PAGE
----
Cast & Crew
Josef Von Sternberg
Miss Grace Moore
Maximilian, Duke of Bavaria, and the Emperor Franz Josef of Austria's uncle, has six daughters, including Helena and Elizabeth, in a household run by his wife Sofia. Sofia has planned for Helena to marry the emperor, not the man she loves, the officer Palfi. Despite Elizabeth's attempted intercession on Helena's behalf, their father remains too intimidated to defy his wife, who leaves with Helena for Austria. Elizabeth manages to convince her father to join her in a plan to invade the palace and retrieve Helena, and the father and daughter arrive together in Hellbrun and check into the Golden Ox Inn. Elizabeth gains access to the palace and attracts the eye of Franz Josef, who has yet to meet Helena. Elizabeth hides when Maximilian ineffectually visits his nephew, and her father conceals himself rather than face Sofia and his sister the empress, who has commanded her son's proposed marriage. That evening at the inn, Franz Josef calls on Elizabeth, who has only identified herself as a dressmaker, to attend incognito the birthday fair given in his honor. To his mother's consternation, Franz Josef fails to return to the palace until the next morning. Elizabeth, now in love with Franz Josef, tells Helena she can safely end the royal engagement, but her sister merely believes that Elizabeth is jealous. The empress has Elizabeth jailed, but Franz Josef rescues her after a conversation with Palfi. Maximilian finally stands up to the empress and rejects the arranged marriage, then tells Franz Josef Elizabeth's true identity. She had kept her royal blood a secret from him because he proclaimed himself unenthusiastic over marrying nobility--when it concerned Helena. Now the couple appear together on the balcony of the Golden Ox, to the cheers of a crowd.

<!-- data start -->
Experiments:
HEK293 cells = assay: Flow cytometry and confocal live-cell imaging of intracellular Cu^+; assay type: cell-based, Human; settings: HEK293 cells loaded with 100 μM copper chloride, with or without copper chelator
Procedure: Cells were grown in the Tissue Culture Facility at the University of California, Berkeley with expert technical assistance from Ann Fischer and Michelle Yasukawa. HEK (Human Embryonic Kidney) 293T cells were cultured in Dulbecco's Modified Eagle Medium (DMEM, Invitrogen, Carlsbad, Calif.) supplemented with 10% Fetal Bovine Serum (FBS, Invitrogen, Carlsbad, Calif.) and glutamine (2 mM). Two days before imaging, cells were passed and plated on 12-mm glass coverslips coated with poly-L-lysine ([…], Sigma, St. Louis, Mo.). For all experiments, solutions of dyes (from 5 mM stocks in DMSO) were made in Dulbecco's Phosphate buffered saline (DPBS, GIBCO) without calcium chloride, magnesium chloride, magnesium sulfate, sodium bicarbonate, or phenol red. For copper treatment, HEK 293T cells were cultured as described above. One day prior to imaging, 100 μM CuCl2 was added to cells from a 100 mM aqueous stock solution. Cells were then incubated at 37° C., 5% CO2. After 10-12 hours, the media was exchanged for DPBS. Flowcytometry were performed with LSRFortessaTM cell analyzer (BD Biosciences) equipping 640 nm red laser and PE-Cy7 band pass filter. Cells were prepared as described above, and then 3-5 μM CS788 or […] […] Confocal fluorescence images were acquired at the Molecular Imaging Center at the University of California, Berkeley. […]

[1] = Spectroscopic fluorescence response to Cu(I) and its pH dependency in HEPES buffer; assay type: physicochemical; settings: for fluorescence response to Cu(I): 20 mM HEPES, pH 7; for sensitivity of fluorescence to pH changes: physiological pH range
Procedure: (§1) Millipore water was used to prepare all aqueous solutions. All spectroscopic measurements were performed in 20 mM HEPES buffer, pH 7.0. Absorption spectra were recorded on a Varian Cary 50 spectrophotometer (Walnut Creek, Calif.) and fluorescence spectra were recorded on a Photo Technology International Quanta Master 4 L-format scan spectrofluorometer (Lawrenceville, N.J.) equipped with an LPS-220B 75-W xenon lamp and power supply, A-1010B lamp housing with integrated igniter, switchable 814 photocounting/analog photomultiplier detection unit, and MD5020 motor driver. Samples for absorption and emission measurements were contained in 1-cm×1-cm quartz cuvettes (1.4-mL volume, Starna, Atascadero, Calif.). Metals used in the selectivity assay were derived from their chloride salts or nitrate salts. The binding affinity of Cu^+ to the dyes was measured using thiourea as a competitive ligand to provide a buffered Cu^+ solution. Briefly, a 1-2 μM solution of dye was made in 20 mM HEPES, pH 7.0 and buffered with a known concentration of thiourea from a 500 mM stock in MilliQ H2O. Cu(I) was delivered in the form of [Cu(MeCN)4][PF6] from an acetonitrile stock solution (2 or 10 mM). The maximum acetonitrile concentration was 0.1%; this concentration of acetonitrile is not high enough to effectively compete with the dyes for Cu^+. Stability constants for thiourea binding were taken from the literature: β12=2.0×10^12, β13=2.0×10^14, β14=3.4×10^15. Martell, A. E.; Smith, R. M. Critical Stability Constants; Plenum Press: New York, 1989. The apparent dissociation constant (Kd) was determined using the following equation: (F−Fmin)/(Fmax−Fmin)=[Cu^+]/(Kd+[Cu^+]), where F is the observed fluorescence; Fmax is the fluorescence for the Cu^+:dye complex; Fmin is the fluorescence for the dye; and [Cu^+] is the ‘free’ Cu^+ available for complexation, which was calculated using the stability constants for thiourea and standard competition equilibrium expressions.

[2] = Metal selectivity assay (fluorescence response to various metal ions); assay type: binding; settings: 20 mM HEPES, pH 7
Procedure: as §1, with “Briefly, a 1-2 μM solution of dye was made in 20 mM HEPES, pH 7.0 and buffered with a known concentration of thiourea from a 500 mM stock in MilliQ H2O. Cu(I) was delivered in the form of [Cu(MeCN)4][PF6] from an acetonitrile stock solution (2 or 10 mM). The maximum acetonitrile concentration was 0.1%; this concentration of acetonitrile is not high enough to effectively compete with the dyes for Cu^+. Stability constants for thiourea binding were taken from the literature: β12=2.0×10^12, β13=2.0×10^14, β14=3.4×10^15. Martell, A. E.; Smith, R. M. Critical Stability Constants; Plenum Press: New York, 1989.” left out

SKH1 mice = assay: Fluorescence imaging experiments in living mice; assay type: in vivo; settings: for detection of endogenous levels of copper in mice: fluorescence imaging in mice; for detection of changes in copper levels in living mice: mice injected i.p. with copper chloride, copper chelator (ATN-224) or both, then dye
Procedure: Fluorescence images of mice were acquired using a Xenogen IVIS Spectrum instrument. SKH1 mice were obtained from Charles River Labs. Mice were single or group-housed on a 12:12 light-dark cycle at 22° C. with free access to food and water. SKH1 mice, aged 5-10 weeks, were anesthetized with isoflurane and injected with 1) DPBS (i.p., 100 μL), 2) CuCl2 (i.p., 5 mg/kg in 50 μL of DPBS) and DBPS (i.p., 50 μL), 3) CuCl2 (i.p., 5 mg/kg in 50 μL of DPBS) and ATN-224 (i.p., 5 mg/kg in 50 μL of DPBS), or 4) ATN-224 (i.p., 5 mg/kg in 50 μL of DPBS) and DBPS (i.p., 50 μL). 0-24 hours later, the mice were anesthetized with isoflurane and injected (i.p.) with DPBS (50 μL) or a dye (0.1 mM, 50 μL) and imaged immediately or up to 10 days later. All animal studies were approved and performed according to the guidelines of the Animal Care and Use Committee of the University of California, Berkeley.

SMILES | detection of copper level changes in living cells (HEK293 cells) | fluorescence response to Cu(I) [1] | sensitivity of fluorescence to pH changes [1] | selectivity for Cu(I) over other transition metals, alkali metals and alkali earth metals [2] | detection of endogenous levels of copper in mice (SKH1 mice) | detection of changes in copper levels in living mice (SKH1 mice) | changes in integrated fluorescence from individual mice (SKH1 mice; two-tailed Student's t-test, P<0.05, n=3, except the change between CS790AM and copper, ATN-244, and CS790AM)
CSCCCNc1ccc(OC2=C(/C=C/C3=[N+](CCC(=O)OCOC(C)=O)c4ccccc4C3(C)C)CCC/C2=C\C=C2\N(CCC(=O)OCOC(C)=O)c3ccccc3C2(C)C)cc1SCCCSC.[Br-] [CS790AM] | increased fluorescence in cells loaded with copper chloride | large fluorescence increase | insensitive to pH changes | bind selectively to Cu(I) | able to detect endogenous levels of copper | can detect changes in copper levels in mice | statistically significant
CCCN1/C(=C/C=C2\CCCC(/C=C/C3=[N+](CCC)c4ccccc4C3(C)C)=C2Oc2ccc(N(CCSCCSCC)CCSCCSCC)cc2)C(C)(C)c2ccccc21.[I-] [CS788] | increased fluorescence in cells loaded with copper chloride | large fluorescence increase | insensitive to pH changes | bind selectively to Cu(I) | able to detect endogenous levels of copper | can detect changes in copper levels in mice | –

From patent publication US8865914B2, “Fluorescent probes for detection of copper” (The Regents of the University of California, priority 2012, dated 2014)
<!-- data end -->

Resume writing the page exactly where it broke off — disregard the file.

Josef Von Sternberg
Miss Grace Moore
E. E. Clive
Mary Lou Dix
Ada Mae Moore
C. L. Sherwood
Victor Kilian Jr.
Arthur S. Black
Josef A. Pasternack
B. P. Schulberg
Josef Von Sternberg
The King Steps Out
The director likely knew what he was doing, but critics found it hard to see evidence in The King Steps Out that he much cared. He was criticized for the "lumbering" treatment of the comic bits and for capturing his star in some rather unflattering close-ups. Only during the bustle of Viennese crowd scenes, particularly the sequence when Emperor Franz Josef goes out in public incognito (hence the title), does von Sternberg show any glimmer of his visual and narrative flair. Nevertheless, the picture was one of the biggest hits of the year, thanks largely to Miss Moore's charm and accomplished soprano, some pleasant humor, and the Kreisler score, some of which was taken from his own 1919 Broadway musical Apple Blossoms, featuring Fred and Adele Astaire.